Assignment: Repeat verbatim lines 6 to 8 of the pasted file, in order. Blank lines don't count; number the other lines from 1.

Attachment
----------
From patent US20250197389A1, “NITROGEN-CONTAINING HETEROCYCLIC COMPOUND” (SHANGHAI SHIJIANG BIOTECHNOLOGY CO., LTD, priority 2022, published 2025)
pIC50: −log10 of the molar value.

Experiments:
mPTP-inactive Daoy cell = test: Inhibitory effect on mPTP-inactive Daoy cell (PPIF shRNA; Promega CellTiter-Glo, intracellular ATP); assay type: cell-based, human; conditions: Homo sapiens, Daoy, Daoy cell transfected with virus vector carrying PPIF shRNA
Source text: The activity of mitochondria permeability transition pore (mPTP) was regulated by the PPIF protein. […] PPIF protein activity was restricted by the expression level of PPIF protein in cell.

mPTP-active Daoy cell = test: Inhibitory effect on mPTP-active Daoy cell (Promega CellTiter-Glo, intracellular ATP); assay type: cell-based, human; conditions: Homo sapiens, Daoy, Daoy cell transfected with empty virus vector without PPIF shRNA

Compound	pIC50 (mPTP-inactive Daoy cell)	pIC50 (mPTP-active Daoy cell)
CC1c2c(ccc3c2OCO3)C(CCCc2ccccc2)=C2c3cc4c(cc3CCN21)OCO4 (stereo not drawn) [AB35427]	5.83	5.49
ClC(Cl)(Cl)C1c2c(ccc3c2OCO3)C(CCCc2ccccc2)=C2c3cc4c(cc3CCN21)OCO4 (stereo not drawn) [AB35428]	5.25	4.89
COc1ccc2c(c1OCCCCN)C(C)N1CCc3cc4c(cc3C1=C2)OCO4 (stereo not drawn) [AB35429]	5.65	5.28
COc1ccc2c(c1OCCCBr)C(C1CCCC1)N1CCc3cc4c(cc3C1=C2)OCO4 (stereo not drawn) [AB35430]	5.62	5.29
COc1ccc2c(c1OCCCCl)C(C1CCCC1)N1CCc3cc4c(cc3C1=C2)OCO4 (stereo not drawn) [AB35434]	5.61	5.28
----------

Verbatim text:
mPTP-active Daoy cell = test: Inhibitory effect on mPTP-active Daoy cell (Promega CellTiter-Glo, intracellular ATP); assay type: cell-based, human; conditions: Homo sapiens, Daoy, Daoy cell transfected with empty virus vector without PPIF shRNA

Compound	pIC50 (mPTP-inactive Daoy cell)	pIC50 (mPTP-active Daoy cell)
CC1c2c(ccc3c2OCO3)C(CCCc2ccccc2)=C2c3cc4c(cc3CCN21)OCO4 (stereo not drawn) [AB35427]	5.83	5.49